Classes target int’l challenges

The courses are part of the school’s strategic plan, which was approved last school year.

by Melissa Steinken

As the University of Minnesota’s strategic plan enters its second year, administrators and faculty members are looking at potential research topics for the plan’s Grand Challenges initiative. 
School leaders have introduced around 130 research ideas for the next phase of the University’s grand challenge program, which aims to help solve global issues such as poverty. 
“Most people are aware of the fact that there are vexing problems of our time,” said Raymond Duvall, political science professor and chair of Provost’s Grand Challenges Research Strategies Team. “The University is making strides to solve them.”
Last week, members of the committee responsible for reviewing grand challenge research proposals, along with faculty members currently working on projects for the initiative, updated the Board of Regents on this year’s progress and research goals, which include solving the challenges of poverty, social inequality, hunger and disease, climate change and religious intolerance.
“At times, I’m skeptical of strategic plans,” said Regent Linda Cohen at last week’s board meeting. “When this was first brought out, it was so gigantic, but the ways this one has been implemented … is remarkable.”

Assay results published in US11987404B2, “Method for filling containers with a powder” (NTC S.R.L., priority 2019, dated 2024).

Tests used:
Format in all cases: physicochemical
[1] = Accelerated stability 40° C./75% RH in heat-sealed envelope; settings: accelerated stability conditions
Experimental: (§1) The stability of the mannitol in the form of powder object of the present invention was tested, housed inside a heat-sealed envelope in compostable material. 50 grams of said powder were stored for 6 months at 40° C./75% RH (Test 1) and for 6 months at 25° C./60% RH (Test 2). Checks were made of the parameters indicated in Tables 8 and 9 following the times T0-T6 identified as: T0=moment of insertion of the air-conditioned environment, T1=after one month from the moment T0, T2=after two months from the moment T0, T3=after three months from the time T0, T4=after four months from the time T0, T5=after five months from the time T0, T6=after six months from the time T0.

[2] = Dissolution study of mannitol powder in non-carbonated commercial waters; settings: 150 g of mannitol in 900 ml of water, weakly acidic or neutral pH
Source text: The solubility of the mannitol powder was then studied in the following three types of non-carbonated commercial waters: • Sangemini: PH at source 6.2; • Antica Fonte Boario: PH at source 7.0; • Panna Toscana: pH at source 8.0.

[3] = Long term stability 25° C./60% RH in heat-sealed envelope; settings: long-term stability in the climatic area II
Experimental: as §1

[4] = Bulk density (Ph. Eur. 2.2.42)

This fall, five Grand Challenges courses were open to students due to a delay in the course approval process, said Leslie Schiff, associate dean for University curriculum. She said leaders created the courses to supplement the ongoing studies.
“This fall there are relatively low enrollments,” she said. “It’s an evolving program except for that bump from bad timing in registration.”
She said there will be five to eight courses for the spring semester, with two already approved. The courses provide credit for liberal education requirements, Schiff said.
Students from any college or major can take the Grand Challenges courses, said sociology professor and director of the Center for Holocaust and Genocide Studies Alejandro Baer, who also who teaches a Grand Challenges course. 
“For our class, we are trying to teach a subject that is important to tackle in order to create a just society,” he said. “[We discuss] the choices societies and groups face after war and genocide.”
Food systems senior Natalie Vandenburgh,  who is taking one of the courses this semester, said the interdisciplinary nature of the courses help bring out passion in students. 
Faculty members hope to address inequality and underrepresentation for some groups of people, said Regents professor Ann Masten. 
“There’s distrust in institutions,” she said. “People think that we need more policies in institutions that require equality.”
To help narrow down the proposals, the Provost’s research team has held public forums to develop a strategy for moving ahead with research.